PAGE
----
It does much the same for Peggy, who began as Joan’s antithesis but soon metamorphosed into both her inspiration and her pupil. As the seasons rolled on, the pair became intertwined and emerged to the forefront, establishing themselves as integral pieces to the action. “The Other Woman” shows the differences that exist between the dynamic duo—Peggy slaving over her typewriter, Joan likely dripping in sweat as she’s dripping in jewels—and affirms a common ground from them: Joan and Peggy will stop at nothing to get what they want. For the former, it’s a seat at the table she’s more than qualified to head; for the latter, it’s much the same.
Selfishly, I adore this episode because it contains what I consider the very best scene in Mad Men’s glorious history: the goodbye between Don and Peggy that plays out like a microcosm of the dynamic of their relationship. Don’s quippy, talking business, at the start; Peggy throws beneath him an undercurrent of emotion in setting up the reveal that she’s leaving the agency. A few lines into the conversation, and the two meet each other in the middle—as they always seem to. Don’s somewhat cold exterior melts; he’s visibly shaken. Peggy tries to put an analytical spin on her departure; she lists her leaving plan point by point. It’s a game of verbal cat-and-mouse, and it’s a scene I can’t get enough of.
1. “The Suitcase” (Season 4, Episode 7)
We’ve reached the end of the road, and what would a “best of Mad Men” list be without a mention of the most beautiful episode of all? “The Suitcase” qualifies as the pinnacle of Mad Men mysticism, but simply calling it an episode of a television series is a great disservice. Its winsome and intimate depiction (which feels almost like a dedication) to Don and Peggy is cinematic, building to an ultimate epiphany that retroactively influences our understanding of episodes past and shapes the way we view those yet to come.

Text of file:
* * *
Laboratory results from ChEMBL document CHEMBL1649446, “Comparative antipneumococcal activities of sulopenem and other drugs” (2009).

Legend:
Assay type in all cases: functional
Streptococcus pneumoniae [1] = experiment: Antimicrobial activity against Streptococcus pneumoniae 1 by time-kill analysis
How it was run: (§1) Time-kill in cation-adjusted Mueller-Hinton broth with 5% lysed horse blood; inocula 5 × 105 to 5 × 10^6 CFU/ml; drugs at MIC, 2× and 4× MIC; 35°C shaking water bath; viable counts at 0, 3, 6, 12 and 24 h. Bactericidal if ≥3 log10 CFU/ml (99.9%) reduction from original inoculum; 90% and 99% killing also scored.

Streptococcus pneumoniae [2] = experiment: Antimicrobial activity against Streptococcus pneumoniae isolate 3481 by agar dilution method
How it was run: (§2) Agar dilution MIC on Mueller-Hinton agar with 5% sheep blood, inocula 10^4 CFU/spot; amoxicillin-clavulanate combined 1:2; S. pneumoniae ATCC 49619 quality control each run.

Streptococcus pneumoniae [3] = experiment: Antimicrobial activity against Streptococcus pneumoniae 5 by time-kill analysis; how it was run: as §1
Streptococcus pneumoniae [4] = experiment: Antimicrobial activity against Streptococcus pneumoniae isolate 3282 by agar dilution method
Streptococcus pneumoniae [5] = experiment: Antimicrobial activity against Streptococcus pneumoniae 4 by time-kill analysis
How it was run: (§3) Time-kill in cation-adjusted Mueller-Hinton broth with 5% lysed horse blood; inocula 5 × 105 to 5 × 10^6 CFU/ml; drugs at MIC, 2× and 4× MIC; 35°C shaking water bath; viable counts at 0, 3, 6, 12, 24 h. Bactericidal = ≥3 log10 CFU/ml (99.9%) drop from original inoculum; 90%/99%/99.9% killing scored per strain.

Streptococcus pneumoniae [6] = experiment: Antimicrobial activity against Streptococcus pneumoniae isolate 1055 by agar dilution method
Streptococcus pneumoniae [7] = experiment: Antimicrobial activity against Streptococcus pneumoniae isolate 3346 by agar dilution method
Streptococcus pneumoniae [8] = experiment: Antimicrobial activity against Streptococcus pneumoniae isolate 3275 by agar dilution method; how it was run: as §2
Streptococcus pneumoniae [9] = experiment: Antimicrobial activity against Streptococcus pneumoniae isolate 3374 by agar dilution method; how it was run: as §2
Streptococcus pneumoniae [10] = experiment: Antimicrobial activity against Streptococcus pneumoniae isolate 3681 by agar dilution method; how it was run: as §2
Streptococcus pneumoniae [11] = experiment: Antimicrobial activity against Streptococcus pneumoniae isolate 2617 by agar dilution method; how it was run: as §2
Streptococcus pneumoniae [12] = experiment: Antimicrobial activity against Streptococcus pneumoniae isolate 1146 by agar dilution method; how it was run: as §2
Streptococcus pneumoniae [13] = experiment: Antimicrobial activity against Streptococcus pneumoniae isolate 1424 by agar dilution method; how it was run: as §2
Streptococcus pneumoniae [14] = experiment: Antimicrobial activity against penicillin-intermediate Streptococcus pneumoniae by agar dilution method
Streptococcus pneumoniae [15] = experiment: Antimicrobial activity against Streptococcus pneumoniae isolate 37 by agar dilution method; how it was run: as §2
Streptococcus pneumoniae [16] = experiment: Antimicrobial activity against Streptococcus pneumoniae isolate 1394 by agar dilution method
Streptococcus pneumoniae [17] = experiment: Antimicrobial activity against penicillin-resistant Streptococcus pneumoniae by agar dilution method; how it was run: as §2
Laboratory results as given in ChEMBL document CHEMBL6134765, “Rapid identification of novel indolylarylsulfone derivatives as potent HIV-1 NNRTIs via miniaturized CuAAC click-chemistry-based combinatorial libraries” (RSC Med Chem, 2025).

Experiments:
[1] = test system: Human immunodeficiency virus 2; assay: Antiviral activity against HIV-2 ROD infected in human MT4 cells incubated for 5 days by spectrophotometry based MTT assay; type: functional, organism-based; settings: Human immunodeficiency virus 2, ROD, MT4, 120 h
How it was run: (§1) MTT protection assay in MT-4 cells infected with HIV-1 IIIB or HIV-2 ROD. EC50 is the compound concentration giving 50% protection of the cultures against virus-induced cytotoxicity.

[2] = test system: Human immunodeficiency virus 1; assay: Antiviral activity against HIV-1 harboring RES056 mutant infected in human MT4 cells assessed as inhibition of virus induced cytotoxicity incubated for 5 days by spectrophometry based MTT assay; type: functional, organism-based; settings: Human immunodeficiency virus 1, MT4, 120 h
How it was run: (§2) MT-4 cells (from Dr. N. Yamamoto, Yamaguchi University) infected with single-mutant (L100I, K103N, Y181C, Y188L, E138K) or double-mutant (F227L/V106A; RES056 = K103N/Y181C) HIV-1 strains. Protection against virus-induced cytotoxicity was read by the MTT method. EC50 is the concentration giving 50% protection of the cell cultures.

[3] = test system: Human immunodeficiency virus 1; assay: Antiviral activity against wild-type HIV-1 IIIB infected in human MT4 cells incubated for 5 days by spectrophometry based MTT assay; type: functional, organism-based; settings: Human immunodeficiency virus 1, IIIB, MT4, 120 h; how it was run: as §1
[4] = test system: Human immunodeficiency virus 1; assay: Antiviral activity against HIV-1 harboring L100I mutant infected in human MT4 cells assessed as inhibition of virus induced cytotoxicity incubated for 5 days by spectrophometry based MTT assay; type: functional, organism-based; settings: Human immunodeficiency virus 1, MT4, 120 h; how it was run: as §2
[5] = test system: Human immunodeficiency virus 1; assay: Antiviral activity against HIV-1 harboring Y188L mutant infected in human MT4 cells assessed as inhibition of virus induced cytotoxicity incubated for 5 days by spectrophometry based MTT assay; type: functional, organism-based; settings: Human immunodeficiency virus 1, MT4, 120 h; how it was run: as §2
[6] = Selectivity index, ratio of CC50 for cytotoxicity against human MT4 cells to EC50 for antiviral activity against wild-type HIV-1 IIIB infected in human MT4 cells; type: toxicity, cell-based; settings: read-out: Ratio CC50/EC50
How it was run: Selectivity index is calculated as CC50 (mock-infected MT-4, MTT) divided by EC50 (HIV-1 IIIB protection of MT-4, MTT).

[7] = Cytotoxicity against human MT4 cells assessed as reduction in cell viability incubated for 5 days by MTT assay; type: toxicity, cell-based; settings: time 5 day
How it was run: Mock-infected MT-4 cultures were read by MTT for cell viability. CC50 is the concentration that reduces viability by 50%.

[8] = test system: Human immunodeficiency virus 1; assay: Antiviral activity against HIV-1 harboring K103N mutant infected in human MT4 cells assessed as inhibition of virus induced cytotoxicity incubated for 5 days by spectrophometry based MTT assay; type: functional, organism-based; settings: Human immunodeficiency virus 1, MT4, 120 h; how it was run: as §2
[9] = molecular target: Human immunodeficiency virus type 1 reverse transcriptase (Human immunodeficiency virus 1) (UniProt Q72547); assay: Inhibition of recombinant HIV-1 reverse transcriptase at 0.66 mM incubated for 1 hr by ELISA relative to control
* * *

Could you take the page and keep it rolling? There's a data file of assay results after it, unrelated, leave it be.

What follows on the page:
With passionate conversations and one mini breakdown in the bathroom, “The Suitcase” substantiates the love, care, and respect Don and Peggy have for one another. These feelings have long lingered on or just below the surface of the narrative, remaining a semi-known truth never actualized. And more importantly, their relationship is never consummated—though it easily could have been. Sex is a weapon for Don, and for Peggy, it’s something wrapped in shame and guilt following the birth and subsequent giving-away of the child she had with Pete. By having Don and Peggy abstain from the physical act that drives so many plotlines in Mad Men, it preserves the fragility of their protégé-prodigy relationship (of which the roles began to reverse in later seasons) and allows for a full-circle dual character arc to come around in the series finale.
Touching, affecting, and so important “The Suitcase” sums what the series is really all about: a lost man and his best girl trying their damnedest to make it through the mad, mad world in which they live.